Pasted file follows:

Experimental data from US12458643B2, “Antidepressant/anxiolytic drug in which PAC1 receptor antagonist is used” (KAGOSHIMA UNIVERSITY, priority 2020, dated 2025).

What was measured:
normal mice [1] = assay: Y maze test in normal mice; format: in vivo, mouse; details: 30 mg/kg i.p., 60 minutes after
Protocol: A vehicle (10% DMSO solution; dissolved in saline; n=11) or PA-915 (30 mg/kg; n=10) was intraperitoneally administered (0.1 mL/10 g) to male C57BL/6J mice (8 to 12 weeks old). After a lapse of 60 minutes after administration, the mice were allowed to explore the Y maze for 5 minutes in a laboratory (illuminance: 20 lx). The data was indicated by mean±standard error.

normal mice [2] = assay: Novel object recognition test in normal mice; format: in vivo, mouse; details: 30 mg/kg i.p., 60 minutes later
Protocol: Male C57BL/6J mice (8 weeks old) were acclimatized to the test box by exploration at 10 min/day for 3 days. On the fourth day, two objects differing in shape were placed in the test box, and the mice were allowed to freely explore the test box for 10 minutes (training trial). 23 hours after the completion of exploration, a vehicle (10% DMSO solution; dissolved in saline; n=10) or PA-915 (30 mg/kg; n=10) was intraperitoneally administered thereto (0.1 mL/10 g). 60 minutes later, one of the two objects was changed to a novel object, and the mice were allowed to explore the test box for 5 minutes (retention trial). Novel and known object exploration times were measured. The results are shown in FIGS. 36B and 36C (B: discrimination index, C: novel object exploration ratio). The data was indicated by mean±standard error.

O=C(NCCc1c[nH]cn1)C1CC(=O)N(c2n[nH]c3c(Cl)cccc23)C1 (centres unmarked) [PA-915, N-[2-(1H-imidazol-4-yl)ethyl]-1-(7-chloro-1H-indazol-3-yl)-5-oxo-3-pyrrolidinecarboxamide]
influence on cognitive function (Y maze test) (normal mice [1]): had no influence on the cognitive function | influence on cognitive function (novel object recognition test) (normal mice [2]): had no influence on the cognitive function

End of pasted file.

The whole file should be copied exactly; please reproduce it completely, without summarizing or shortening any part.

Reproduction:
Experimental data from US12458643B2, “Antidepressant/anxiolytic drug in which PAC1 receptor antagonist is used” (KAGOSHIMA UNIVERSITY, priority 2020, dated 2025).

What was measured:
normal mice [1] = assay: Y maze test in normal mice; format: in vivo, mouse; details: 30 mg/kg i.p., 60 minutes after
Protocol: A vehicle (10% DMSO solution; dissolved in saline; n=11) or PA-915 (30 mg/kg; n=10) was intraperitoneally administered (0.1 mL/10 g) to male C57BL/6J mice (8 to 12 weeks old). After a lapse of 60 minutes after administration, the mice were allowed to explore the Y maze for 5 minutes in a laboratory (illuminance: 20 lx). The data was indicated by mean±standard error.

normal mice [2] = assay: Novel object recognition test in normal mice; format: in vivo, mouse; details: 30 mg/kg i.p., 60 minutes later
Protocol: Male C57BL/6J mice (8 weeks old) were acclimatized to the test box by exploration at 10 min/day for 3 days. On the fourth day, two objects differing in shape were placed in the test box, and the mice were allowed to freely explore the test box for 10 minutes (training trial). 23 hours after the completion of exploration, a vehicle (10% DMSO solution; dissolved in saline; n=10) or PA-915 (30 mg/kg; n=10) was intraperitoneally administered thereto (0.1 mL/10 g). 60 minutes later, one of the two objects was changed to a novel object, and the mice were allowed to explore the test box for 5 minutes (retention trial). Novel and known object exploration times were measured. The results are shown in FIGS. 36B and 36C (B: discrimination index, C: novel object exploration ratio). The data was indicated by mean±standard error.

O=C(NCCc1c[nH]cn1)C1CC(=O)N(c2n[nH]c3c(Cl)cccc23)C1 (centres unmarked) [PA-915, N-[2-(1H-imidazol-4-yl)ethyl]-1-(7-chloro-1H-indazol-3-yl)-5-oxo-3-pyrrolidinecarboxamide]
influence on cognitive function (Y maze test) (normal mice [1]): had no influence on the cognitive function | influence on cognitive function (novel object recognition test) (normal mice [2]): had no influence on the cognitive function